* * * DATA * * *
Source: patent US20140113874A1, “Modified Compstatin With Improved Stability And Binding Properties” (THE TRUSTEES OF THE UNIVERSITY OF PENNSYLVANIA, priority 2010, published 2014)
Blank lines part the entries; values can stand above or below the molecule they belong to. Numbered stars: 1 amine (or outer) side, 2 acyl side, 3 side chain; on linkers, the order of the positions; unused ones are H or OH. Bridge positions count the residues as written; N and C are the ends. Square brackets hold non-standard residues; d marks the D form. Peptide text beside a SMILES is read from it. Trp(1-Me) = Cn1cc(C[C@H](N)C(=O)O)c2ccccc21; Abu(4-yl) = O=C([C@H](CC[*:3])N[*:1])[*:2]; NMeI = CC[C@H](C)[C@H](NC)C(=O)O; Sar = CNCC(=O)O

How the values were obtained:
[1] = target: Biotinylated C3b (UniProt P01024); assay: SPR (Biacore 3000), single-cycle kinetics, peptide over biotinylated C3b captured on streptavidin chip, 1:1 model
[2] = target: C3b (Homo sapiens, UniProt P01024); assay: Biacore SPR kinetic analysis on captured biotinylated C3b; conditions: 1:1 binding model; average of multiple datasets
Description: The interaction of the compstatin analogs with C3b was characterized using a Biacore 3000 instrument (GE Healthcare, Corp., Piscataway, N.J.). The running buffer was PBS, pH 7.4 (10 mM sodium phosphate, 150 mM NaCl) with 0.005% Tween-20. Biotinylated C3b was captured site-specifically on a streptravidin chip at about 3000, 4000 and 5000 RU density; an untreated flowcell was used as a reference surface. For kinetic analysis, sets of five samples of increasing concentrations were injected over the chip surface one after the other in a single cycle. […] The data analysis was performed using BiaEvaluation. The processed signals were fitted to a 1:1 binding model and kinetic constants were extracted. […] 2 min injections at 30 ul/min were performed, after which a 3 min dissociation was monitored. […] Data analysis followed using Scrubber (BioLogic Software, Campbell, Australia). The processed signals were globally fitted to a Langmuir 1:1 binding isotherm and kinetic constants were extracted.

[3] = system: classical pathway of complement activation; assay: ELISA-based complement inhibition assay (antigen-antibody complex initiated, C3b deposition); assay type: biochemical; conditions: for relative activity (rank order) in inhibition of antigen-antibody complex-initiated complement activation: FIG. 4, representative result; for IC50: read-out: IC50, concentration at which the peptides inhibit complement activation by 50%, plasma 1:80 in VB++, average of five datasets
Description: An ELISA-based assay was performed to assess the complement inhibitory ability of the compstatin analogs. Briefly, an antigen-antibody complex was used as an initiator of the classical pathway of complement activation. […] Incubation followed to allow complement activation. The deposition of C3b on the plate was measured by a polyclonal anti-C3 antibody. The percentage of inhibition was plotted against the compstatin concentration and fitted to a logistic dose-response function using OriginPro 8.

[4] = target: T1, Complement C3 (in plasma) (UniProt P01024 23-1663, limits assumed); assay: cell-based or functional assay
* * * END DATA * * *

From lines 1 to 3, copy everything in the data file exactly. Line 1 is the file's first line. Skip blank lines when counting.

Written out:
Source: patent US20140113874A1, “Modified Compstatin With Improved Stability And Binding Properties” (THE TRUSTEES OF THE UNIVERSITY OF PENNSYLVANIA, priority 2010, published 2014)
Blank lines part the entries; values can stand above or below the molecule they belong to. Numbered stars: 1 amine (or outer) side, 2 acyl side, 3 side chain; on linkers, the order of the positions; unused ones are H or OH. Bridge positions count the residues as written; N and C are the ends. Square brackets hold non-standard residues; d marks the D form. Peptide text beside a SMILES is read from it. Trp(1-Me) = Cn1cc(C[C@H](N)C(=O)O)c2ccccc21; Abu(4-yl) = O=C([C@H](CC[*:3])N[*:1])[*:2]; NMeI = CC[C@H](C)[C@H](NC)C(=O)O; Sar = CNCC(=O)O

How the values were obtained: